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Shock: Symptoms and Management

By Justin Haagen on Jun 28, 2016 in Managing Medical Emergencies, Simple Life-Saving Skills

Any serious illness or injury has the potential to cause shock.

Shock develops when poor blood flow creates a shortage of oxygen to body tissues. If not treated early, it can get worse and become life threatening.

Signs of Shock

Shock is progressive in nature. Early signs can be difficult to detect. A person may simply appear uneasy, restless, or worried. Other more serious signs can emerge gradually over time. Responsiveness may diminish. The skin may become pale, cool, and sweaty. To limit the effects of shock, help the body maintain adequate oxygen by: Ensuring an open and clear airway. Ensuring normal breathing. Controlling any external bleeding.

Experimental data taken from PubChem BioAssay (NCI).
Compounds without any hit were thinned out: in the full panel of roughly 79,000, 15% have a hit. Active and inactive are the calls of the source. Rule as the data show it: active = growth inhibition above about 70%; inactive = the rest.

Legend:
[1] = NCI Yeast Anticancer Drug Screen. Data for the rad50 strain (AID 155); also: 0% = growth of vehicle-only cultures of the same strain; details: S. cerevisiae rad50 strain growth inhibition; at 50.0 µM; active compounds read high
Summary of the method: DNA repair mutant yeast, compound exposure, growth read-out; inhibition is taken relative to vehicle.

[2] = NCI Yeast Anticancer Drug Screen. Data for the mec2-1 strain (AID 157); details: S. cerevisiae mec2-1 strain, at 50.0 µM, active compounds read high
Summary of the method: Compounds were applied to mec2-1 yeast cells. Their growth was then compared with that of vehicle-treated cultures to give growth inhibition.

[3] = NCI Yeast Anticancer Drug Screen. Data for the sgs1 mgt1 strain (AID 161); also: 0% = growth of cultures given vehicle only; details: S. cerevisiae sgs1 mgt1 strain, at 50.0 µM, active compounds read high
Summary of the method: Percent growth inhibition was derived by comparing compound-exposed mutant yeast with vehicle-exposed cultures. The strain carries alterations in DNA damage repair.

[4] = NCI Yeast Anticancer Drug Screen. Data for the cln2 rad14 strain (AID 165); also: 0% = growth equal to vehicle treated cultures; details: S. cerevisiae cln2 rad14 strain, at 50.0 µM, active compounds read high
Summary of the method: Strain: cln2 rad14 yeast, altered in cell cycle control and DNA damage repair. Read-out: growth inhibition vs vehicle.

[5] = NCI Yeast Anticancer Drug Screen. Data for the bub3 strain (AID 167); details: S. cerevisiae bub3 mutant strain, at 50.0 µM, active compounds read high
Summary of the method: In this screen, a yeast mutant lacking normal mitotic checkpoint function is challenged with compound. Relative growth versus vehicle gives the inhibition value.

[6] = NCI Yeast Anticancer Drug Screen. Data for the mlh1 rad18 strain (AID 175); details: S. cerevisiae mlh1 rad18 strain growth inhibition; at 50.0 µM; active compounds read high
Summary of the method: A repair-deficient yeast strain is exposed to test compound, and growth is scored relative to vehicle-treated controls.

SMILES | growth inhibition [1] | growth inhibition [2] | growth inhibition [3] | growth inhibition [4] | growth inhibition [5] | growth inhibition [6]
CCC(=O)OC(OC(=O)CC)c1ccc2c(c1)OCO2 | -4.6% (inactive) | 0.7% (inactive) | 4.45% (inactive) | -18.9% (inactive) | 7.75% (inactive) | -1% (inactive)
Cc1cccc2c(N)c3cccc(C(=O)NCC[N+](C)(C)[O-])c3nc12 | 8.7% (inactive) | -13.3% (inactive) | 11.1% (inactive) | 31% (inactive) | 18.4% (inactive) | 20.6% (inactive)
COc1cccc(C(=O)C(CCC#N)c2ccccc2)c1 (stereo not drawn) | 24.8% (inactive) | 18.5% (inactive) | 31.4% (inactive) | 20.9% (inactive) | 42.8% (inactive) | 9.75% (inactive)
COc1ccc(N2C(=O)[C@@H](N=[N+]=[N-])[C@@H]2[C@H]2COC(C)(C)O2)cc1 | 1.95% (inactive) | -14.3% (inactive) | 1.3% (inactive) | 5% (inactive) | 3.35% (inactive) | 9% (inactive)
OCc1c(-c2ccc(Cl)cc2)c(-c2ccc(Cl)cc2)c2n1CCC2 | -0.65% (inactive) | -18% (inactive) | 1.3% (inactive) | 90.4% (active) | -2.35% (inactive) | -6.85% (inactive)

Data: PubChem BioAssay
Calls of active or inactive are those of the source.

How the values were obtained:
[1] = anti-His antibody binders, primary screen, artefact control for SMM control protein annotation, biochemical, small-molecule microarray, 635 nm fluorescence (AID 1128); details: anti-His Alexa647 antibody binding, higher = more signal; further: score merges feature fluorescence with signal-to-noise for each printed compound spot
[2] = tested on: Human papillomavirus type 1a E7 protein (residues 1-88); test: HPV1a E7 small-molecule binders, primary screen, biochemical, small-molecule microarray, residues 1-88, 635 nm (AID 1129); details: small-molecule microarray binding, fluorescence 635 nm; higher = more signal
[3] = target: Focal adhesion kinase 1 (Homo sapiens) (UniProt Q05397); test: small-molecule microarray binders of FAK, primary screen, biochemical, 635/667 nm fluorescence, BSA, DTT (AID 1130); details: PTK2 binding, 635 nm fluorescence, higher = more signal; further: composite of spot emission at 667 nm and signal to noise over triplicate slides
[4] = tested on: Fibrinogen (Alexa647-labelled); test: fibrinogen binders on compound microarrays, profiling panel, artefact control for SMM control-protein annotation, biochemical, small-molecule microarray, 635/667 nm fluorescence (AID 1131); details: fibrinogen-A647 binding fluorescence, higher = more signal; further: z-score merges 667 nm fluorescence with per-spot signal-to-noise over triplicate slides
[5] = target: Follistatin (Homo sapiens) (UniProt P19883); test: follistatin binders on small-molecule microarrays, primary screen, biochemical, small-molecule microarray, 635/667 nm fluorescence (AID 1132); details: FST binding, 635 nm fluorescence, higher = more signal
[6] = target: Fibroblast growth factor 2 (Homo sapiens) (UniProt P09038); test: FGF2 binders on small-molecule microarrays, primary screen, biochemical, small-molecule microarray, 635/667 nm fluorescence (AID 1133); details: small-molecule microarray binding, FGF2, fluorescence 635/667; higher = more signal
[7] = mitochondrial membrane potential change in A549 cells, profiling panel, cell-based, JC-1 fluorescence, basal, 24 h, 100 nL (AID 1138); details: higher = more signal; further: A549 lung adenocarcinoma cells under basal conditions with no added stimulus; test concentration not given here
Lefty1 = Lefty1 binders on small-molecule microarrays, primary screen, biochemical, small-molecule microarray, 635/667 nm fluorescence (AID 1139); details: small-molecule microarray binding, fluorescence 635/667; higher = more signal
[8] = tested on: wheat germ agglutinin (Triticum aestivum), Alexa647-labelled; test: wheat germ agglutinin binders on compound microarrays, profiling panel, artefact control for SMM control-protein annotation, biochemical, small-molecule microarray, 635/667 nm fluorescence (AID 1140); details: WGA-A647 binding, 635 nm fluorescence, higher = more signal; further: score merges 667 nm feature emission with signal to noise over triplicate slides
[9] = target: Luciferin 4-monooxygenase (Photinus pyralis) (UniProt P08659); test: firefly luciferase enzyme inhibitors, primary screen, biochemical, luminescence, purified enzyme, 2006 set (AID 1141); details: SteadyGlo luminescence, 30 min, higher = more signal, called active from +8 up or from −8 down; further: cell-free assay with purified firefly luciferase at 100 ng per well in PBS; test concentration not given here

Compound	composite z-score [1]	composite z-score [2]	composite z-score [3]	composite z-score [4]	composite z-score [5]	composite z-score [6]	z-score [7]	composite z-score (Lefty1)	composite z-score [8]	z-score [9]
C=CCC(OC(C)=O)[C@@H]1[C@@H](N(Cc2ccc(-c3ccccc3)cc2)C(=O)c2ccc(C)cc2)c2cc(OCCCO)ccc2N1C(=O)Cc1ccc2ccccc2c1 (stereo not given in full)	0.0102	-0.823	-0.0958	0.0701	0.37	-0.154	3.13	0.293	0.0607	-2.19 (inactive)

Managing Shock

If there is no difficulty in breathing, lay the person flat on the ground. Maintain a normal body temperature. Insulate on top and underneath to prevent heat loss. Be careful not to overheat.

If you suspect a serious injury, do not move person. Tuck blanket underneath. Give nothing to eat or drink, even if the person asks for it. Keep the person as comfortable and calm as possible.

Reassess regularly until another provider or EMS take over.

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